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Subject: Freezing coated paper

Freezing coated paper

From: David Tremain <tremains2<-at->
Date: Friday, June 14, 2013
Alayne Alvis <alayne.alvis [at] sydney__edu__au> writes

>We have several 'coffee table' type books with glossy coated paper
>that requires freezing to deal with possible insect infestation.
>The possibility of damage to the paper from the freezing process has
>been raised. ...

It is not clear what effects to the paper you are alluding to here
but when I worked at the Canadian Conservation Institute (CCI) I
observed that during vacuum freeze-drying of some books on coated
paper, either the surface became powdery on drying, or large flakes
of the paper's surface (the coating) came off. I did not observe the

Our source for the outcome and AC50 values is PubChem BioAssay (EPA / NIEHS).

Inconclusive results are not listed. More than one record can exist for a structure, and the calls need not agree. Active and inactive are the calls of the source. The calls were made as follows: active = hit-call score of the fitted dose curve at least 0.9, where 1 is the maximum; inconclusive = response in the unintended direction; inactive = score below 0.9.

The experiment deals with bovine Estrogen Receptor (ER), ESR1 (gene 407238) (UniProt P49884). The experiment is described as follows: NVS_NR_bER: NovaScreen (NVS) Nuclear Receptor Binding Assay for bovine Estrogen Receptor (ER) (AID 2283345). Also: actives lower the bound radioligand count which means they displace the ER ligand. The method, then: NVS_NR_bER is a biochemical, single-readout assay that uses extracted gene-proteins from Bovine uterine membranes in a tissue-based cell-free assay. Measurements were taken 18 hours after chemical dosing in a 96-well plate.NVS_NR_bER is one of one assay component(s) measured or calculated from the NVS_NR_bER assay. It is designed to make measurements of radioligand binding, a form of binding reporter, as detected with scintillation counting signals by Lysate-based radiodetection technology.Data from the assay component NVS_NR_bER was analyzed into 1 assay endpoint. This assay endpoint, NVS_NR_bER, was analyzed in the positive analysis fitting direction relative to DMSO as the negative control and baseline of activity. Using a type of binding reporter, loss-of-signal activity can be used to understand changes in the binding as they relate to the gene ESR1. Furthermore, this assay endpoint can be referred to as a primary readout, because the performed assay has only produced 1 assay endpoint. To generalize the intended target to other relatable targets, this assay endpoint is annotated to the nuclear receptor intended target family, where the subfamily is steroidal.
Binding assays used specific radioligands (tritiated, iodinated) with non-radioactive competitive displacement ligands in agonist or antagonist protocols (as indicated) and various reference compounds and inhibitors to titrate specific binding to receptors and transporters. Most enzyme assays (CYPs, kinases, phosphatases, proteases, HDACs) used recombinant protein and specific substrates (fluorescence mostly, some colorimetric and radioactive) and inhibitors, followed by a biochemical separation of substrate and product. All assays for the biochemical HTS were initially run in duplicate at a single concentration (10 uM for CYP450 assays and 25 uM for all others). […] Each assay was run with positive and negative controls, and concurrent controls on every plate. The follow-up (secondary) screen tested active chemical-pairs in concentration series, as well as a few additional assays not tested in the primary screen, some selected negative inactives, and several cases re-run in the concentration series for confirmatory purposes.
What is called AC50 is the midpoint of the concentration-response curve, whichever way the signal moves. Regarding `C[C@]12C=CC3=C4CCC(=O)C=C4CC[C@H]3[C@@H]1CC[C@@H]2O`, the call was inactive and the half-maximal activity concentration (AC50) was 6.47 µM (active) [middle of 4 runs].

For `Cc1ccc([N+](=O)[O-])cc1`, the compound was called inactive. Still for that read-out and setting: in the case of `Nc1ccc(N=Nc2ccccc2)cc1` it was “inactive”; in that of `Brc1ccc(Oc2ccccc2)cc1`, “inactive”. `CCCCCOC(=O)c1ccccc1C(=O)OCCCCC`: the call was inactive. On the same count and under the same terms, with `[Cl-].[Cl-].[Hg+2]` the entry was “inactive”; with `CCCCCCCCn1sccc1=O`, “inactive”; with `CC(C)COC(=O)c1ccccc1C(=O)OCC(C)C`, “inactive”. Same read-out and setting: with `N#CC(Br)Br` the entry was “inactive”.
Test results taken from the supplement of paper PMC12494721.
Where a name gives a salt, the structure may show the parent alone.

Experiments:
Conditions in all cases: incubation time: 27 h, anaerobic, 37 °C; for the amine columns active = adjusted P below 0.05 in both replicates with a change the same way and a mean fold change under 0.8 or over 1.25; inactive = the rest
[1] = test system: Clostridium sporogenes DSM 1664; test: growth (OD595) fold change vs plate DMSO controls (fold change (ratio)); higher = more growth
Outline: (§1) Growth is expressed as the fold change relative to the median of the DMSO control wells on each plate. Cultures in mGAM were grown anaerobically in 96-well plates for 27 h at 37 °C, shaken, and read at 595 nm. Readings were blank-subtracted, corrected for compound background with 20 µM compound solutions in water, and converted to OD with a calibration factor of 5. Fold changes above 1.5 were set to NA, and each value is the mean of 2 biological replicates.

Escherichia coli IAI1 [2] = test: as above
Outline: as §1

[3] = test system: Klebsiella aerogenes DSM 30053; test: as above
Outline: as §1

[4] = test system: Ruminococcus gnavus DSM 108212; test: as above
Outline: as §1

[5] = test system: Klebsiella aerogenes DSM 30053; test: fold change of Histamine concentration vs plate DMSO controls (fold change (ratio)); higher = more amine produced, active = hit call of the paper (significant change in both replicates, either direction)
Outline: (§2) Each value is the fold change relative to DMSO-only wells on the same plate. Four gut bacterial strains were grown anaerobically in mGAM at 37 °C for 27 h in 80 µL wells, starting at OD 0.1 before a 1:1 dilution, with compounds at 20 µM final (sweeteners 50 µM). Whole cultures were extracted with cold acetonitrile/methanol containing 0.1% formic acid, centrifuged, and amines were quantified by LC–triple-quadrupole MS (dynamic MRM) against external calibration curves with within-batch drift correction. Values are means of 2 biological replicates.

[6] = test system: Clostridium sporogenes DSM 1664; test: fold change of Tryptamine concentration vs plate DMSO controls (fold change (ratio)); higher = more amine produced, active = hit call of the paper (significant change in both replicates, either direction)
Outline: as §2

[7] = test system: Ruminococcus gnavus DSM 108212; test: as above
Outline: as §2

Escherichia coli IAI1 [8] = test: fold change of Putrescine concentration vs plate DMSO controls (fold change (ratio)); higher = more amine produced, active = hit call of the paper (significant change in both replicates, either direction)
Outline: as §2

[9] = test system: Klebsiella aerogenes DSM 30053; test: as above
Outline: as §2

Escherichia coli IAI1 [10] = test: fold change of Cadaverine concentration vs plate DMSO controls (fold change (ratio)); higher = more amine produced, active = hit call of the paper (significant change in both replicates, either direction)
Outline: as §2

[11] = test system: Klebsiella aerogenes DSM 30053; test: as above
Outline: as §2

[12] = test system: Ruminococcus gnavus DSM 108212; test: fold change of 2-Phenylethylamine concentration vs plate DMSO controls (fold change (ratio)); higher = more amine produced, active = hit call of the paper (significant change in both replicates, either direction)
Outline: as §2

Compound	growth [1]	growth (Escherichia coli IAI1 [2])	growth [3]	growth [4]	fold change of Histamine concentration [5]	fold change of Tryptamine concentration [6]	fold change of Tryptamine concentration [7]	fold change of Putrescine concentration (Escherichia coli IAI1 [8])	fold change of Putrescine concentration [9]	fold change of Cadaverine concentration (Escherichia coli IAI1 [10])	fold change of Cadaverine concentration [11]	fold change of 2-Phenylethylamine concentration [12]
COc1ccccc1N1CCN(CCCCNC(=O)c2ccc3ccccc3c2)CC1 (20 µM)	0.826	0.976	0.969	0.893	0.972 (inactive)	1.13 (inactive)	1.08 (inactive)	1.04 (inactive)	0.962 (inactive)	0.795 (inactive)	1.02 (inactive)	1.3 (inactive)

same thing happening if coated paper was frozen, then thawed. In the
case of the powdering, leaving the paper to equilibrate for about 24
hours seemed to reverse the phenomenon and the paper reverted to
being 'normal'.

I would think that the temperature at which paper is typically
frozen (often around -20 deg. C or more) would play a part in
whether the surface is affected or not.  I am not an expert in pest
management and the ways of eradicating pests but as I understand it,
this temperature (-20 deg. C) is typically what is considered to be
effective for killing insects or mould, so raising the temperature
above -20 deg. C may not be an option. Gradual freezing rather than
flash freezing, or treating with carbon dioxide may be other options
to be considered.

Please note that these are the personal observations of a retired
professional conservator and not those of the Canadian Conservation
Institute.

David Tremain (CCI, 1979 - 2010)


                                  ***
                  Conservation DistList Instance 27:3
                 Distributed: Wednesday, June 26, 2013
                        Message Id: cdl-27-3-003
                                  ***
Received on Friday, 14 June, 2013

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